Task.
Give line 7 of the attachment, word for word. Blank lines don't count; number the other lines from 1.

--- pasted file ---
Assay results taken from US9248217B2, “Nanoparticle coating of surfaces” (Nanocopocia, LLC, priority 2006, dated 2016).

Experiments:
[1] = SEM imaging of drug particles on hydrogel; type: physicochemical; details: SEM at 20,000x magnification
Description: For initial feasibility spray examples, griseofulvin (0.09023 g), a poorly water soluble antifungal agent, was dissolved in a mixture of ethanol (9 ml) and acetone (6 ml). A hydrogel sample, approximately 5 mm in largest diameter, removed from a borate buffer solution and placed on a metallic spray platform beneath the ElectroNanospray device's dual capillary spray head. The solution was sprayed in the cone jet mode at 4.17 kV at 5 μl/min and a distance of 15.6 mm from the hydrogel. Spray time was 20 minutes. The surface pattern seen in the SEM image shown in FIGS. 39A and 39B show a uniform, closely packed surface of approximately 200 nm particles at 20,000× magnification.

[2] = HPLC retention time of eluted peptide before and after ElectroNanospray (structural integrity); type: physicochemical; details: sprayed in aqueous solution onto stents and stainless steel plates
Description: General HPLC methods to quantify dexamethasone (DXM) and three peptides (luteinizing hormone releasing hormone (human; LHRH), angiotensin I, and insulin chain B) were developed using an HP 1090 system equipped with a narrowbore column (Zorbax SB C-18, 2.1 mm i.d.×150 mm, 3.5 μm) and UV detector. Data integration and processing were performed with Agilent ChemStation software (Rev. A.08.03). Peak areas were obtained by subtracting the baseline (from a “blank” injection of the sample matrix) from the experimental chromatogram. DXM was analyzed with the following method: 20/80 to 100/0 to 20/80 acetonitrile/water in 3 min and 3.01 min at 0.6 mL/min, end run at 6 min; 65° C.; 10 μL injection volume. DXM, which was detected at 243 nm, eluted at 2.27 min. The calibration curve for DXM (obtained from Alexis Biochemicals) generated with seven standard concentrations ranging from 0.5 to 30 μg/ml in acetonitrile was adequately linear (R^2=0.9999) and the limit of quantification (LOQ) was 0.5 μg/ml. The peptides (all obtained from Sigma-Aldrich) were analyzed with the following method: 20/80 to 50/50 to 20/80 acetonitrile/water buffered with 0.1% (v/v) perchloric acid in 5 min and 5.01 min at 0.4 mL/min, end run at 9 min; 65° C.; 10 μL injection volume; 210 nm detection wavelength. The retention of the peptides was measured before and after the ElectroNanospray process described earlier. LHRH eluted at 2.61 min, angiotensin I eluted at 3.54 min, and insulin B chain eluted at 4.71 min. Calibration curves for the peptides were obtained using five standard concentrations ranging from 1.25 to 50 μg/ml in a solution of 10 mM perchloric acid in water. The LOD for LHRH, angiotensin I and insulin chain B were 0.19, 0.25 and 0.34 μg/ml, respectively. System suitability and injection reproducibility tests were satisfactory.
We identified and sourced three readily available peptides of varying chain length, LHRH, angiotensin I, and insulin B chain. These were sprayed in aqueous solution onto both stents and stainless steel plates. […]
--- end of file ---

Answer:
We identified and sourced three readily available peptides of varying chain length, LHRH, angiotensin I, and insulin B chain. These were sprayed in aqueous solution onto both stents and stainless steel plates. […]